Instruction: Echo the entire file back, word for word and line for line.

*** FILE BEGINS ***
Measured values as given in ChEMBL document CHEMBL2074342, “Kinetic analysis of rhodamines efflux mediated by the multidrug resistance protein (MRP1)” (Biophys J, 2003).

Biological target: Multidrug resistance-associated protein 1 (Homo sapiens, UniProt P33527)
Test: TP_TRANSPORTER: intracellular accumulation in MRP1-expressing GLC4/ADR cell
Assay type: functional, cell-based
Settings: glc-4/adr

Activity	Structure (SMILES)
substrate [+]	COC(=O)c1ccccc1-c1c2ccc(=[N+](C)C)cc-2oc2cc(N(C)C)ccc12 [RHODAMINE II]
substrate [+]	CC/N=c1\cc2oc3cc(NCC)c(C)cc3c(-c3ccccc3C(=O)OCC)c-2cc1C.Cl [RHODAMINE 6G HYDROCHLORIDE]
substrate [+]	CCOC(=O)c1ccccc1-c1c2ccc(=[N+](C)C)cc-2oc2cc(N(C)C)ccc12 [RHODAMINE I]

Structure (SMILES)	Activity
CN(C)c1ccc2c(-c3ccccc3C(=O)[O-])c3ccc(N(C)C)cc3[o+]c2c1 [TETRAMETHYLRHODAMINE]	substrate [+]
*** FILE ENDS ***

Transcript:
Measured values as given in ChEMBL document CHEMBL2074342, “Kinetic analysis of rhodamines efflux mediated by the multidrug resistance protein (MRP1)” (Biophys J, 2003).

Biological target: Multidrug resistance-associated protein 1 (Homo sapiens, UniProt P33527)
Test: TP_TRANSPORTER: intracellular accumulation in MRP1-expressing GLC4/ADR cell
Assay type: functional, cell-based
Settings: glc-4/adr

Activity	Structure (SMILES)
substrate [+]	COC(=O)c1ccccc1-c1c2ccc(=[N+](C)C)cc-2oc2cc(N(C)C)ccc12 [RHODAMINE II]
substrate [+]	CC/N=c1\cc2oc3cc(NCC)c(C)cc3c(-c3ccccc3C(=O)OCC)c-2cc1C.Cl [RHODAMINE 6G HYDROCHLORIDE]
substrate [+]	CCOC(=O)c1ccccc1-c1c2ccc(=[N+](C)C)cc-2oc2cc(N(C)C)ccc12 [RHODAMINE I]

Structure (SMILES)	Activity
CN(C)c1ccc2c(-c3ccccc3C(=O)[O-])c3ccc(N(C)C)cc3[o+]c2c1 [TETRAMETHYLRHODAMINE]	substrate [+]